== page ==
Safe switching for biosimilars

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Five principles to address the four key considerations for biosimilar interchangeability were presented by Dr Brad Jordan, Director of Global Regulatory and R & D Policy at Amgen at an annual biosimilars conference [1]. The third of these principles is that clinically relevant evidence of safe switching for biosimilars is required.

Substitution V13F14

According to Dr Jordan, issues associated with safe switching for biosimilars include:

  • The risks of switching to or between biosimilars are not identical between product classes or products
  • Chronically administered biosimilars may require more evidence than biosimilars used shorter term due to immunogenicity considerations

1. One-time transition studies were incorporated into the development of US-licensed anti-tumour necrosis factor (anti-TNF) biosimilar Remicade (CT-P13). Celltrion reported that studies carried out in nearly 600 inflammatory bowel disease (IBD) patients in eight countries show comparable efficacy and safety following a switch to biosimilar infliximab from originator infliximab [2].

2. ‘NOR-SWITCH’ post-approval one-time switching study for biosimilar infliximab in Norway. Results of this two year-long phase IV study have shown that Celltrion’s infliximab biosimilar (Remsima, CT-P13) is not inferior to the originator biological Remicade [3].

Policy considerations
Dr Jordan believes that the following need to be taken into account when considering safe switching for biosimilars:

  • For biosimilar products administered multiple times there should be clinically relevant evidence that switching to a biosimilar is appropriate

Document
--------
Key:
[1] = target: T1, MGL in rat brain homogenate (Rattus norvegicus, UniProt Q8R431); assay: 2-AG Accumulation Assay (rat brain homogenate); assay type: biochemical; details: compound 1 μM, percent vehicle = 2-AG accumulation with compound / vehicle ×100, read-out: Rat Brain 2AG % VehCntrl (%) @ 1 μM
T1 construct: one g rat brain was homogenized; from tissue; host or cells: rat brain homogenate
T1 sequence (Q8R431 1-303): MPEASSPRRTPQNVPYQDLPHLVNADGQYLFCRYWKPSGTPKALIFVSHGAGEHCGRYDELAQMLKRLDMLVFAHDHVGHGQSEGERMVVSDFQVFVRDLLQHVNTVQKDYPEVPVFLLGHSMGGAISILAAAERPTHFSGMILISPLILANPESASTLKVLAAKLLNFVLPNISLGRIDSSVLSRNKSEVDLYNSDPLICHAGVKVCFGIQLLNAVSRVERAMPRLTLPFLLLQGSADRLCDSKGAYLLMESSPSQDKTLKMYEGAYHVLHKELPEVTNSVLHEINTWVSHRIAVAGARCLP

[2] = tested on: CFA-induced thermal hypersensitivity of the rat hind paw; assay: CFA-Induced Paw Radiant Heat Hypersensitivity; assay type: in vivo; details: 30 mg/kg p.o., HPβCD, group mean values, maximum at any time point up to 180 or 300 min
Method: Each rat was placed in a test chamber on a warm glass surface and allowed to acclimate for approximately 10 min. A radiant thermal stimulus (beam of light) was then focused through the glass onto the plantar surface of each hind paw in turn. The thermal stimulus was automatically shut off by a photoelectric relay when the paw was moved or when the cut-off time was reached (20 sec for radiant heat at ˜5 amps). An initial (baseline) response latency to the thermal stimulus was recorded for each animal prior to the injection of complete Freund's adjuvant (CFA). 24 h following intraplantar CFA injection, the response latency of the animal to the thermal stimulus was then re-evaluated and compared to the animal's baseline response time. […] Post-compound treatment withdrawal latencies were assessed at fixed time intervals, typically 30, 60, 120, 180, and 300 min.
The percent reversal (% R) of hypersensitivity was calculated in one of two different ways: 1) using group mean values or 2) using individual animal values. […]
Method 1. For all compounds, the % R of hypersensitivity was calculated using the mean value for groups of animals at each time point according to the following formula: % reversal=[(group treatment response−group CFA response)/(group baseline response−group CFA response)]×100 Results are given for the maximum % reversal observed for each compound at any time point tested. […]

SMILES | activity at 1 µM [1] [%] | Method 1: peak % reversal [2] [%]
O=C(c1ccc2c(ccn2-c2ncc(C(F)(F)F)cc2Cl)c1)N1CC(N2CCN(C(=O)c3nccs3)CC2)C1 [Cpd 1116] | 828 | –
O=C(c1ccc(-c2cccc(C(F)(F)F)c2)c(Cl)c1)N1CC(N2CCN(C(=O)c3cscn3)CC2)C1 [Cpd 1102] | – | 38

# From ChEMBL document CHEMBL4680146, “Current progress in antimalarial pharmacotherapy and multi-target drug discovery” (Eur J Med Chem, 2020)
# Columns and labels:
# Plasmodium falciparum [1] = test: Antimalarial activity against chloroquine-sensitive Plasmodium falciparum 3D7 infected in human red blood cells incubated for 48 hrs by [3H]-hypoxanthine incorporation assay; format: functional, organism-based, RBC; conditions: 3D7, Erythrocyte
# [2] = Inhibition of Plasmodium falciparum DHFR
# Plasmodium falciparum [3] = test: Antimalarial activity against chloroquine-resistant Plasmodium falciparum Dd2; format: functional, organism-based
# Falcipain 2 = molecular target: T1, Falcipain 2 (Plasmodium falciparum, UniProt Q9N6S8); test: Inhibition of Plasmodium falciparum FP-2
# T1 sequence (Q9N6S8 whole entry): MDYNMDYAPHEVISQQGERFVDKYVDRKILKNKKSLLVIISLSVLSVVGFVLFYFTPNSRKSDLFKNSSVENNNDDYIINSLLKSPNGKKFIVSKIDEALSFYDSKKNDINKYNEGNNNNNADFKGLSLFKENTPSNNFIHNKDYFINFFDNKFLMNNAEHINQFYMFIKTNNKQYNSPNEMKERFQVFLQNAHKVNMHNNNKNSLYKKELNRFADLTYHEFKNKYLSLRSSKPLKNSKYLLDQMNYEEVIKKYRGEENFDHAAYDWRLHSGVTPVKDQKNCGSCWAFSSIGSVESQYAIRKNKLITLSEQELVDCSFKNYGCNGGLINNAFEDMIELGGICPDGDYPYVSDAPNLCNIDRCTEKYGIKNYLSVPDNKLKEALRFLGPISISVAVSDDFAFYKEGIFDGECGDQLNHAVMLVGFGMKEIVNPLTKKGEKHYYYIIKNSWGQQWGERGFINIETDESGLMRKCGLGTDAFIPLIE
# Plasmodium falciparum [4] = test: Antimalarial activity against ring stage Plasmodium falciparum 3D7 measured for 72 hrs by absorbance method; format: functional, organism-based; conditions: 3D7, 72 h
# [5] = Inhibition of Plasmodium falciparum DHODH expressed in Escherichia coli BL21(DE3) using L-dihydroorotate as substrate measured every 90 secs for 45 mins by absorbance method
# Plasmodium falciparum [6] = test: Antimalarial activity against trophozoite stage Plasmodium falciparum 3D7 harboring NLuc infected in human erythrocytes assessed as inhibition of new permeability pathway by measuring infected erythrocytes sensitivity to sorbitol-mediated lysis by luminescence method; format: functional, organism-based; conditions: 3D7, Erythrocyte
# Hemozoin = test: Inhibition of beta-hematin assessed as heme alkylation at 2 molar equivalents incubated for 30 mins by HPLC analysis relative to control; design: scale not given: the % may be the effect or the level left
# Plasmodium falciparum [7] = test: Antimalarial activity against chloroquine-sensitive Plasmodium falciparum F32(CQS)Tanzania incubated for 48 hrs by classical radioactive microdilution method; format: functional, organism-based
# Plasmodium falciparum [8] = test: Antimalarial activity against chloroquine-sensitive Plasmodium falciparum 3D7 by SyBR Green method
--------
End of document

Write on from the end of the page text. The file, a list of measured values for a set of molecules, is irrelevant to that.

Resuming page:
The International Federation of Pharmaceutical Manufacturers and Associations (IFPMA) has stated that ‘for biotherapeutics that typically are administered multiple times in the course of treatment, the interchangeability designation should be justified including clinically relevant evidence that switching or alternating between the SBP [similar biotherapeutic product] and RBP [reference biotherapeutic product] would not impact safety or efficacy’.

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Biosimilarity does not mean extrapolation of all indications

Biosimilarity is not interchangeability

1. Jordan B. Regulatory implications for implementing biosimilar interchangeability: addressing policy and practical concerns. SMi 3rd Annual Biosimilars USA Conference; 16-17 November 2016; Iselin, New Jersey, USA.
2.  US Food and Drug Administration. Center for Drug Evaluation and Research. Division Director Review: BLA 125544 for CT-P13, a proposed biosimilar to Remicade (infliximab) [homepage on the Internet]. [cited 2017 May 5]. Available from:
3.  GaBI Online - Generics and Biosimilars Initiative. NOR-SWITCH study finds biosimilar infliximab not inferior to originator []. Mol, Belgium: Pro Pharma Communications International; [cited 2017 May 5]. Available from:

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